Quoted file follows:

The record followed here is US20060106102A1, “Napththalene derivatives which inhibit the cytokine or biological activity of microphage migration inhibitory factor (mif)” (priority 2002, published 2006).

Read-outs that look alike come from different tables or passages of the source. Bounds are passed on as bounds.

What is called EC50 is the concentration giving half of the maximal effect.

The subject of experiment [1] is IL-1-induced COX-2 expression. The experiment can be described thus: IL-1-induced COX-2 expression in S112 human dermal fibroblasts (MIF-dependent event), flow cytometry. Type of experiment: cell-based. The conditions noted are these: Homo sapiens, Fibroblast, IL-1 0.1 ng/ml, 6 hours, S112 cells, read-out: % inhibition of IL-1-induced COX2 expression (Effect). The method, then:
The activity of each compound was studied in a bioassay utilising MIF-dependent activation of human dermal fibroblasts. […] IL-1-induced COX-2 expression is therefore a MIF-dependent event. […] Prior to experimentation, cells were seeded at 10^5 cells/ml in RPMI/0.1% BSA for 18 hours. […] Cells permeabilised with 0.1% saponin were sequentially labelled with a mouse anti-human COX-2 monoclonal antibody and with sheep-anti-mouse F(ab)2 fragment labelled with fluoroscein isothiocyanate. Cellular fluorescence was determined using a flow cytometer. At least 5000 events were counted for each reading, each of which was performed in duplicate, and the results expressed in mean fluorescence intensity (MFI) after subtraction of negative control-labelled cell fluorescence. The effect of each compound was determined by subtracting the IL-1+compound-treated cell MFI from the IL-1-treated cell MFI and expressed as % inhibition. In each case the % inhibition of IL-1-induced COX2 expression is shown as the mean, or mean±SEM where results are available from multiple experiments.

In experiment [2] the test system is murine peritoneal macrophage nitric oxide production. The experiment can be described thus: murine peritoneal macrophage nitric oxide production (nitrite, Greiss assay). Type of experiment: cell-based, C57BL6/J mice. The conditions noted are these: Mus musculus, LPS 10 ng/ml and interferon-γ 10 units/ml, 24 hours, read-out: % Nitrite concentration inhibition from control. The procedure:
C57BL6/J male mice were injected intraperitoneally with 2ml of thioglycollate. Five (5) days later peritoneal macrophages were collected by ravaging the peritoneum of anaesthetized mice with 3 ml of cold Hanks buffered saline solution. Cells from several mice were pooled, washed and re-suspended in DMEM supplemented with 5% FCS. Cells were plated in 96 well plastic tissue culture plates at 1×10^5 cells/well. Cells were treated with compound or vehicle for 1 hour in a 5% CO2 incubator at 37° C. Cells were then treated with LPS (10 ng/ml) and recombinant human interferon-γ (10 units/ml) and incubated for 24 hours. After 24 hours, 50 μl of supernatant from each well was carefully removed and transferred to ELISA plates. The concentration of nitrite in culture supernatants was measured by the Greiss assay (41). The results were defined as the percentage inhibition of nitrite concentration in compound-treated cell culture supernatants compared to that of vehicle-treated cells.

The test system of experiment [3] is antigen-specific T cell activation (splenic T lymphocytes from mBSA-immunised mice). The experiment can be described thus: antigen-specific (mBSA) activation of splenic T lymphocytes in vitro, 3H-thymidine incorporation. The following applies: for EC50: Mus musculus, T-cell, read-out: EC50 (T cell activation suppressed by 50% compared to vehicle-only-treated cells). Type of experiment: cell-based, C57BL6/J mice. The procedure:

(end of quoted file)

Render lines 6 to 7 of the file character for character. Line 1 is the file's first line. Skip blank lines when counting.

In experiment [2] the test system is murine peritoneal macrophage nitric oxide production. The experiment can be described thus: murine peritoneal macrophage nitric oxide production (nitrite, Greiss assay). Type of experiment: cell-based, C57BL6/J mice. The conditions noted are these: Mus musculus, LPS 10 ng/ml and interferon-γ 10 units/ml, 24 hours, read-out: % Nitrite concentration inhibition from control. The procedure:
C57BL6/J male mice were injected intraperitoneally with 2ml of thioglycollate. Five (5) days later peritoneal macrophages were collected by ravaging the peritoneum of anaesthetized mice with 3 ml of cold Hanks buffered saline solution. Cells from several mice were pooled, washed and re-suspended in DMEM supplemented with 5% FCS. Cells were plated in 96 well plastic tissue culture plates at 1×10^5 cells/well. Cells were treated with compound or vehicle for 1 hour in a 5% CO2 incubator at 37° C. Cells were then treated with LPS (10 ng/ml) and recombinant human interferon-γ (10 units/ml) and incubated for 24 hours. After 24 hours, 50 μl of supernatant from each well was carefully removed and transferred to ELISA plates. The concentration of nitrite in culture supernatants was measured by the Greiss assay (41). The results were defined as the percentage inhibition of nitrite concentration in compound-treated cell culture supernatants compared to that of vehicle-treated cells.